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Citation:Levine, E. B., & Trickett, E. J. (2000). Toward a model of Latino parent advocacy for educational change. Journal of Prevention & Intervention in the Community, 20(1/2), 121-137.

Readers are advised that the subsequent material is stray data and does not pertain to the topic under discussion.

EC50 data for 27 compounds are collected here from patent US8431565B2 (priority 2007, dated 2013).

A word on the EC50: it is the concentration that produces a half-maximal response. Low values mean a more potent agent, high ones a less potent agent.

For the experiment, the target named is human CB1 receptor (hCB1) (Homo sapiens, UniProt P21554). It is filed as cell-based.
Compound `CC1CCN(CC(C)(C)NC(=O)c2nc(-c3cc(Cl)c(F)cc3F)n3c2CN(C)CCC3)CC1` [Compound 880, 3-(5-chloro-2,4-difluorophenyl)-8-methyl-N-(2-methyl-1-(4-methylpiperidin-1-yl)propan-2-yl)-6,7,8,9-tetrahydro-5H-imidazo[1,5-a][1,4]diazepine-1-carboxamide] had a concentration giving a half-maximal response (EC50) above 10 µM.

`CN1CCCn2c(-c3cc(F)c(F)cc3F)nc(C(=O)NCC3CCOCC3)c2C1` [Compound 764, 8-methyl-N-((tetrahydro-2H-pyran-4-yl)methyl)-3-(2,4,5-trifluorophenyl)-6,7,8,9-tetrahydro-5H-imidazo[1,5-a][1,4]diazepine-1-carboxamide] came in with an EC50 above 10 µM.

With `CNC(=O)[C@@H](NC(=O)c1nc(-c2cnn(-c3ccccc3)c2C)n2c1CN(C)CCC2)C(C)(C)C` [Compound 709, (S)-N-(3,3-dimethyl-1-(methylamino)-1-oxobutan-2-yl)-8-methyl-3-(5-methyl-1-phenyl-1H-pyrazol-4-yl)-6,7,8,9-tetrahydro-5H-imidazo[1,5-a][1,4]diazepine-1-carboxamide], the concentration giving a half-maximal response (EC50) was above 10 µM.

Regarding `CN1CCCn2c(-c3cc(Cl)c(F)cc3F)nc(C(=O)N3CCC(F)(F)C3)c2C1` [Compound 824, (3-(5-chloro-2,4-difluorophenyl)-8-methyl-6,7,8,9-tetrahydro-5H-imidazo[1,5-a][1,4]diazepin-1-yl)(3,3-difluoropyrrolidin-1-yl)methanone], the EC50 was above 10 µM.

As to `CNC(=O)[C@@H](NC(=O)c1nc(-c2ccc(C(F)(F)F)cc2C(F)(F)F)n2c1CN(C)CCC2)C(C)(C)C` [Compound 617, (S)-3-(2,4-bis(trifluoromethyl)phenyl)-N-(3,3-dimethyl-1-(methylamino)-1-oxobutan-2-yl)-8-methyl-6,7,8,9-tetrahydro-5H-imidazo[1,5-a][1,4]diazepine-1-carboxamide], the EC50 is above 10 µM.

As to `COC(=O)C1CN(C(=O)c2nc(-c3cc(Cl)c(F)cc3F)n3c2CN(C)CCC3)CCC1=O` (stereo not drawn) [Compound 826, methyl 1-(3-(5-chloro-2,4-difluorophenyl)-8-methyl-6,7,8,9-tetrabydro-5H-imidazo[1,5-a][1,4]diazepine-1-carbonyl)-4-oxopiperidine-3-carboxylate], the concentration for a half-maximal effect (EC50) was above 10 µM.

This article describes a theoretical model for understanding the involvement of Latino parents. Through interviews with 14 low-income Latino parents of children in Boston area public schools, researchers explored the parentsÕ goals for their childrenÕs education, strategies they used to support these goals, and the outside factors and personal characteristics that influenced their involvement. Parent advocacy, defined by the researchers as Òparent strategies for addressing school-related concerns,Ó emerged as a critical component of involvement. Three kinds of factors affected parent advocacy: a) parent contexts (such as life demands and motivations for involvement), b) school contexts (such as perceived discrimination and school responsiveness), and c) involvement processes associated with advocacy (such as monitoring childrenÕs school performance). One important dimension of preparing for advocacy was deciding whether to act individually or as a collective group. They also found that ÒparentsÕ advocacy efforts led to diverse school responsesÓ and these responses affected future advocacy efforts. Parent interviewees were recruited through contacts with community organizations and schools, and through recommendations by other parents. Semi-structured interviews were conducted in Spanish. Transcripts were analyzed using the grounded theory method, conducted in three stages (open coding, axial coding, and selective coding) by an analysis team of three people. This article suggests a model that can help practitioners understand the ways various dimensions of parental involvement can either support or hinder low-income Latino parentsÕ advocacy efforts. It is not clear from the article whether the researchers answered all of their original research questions.

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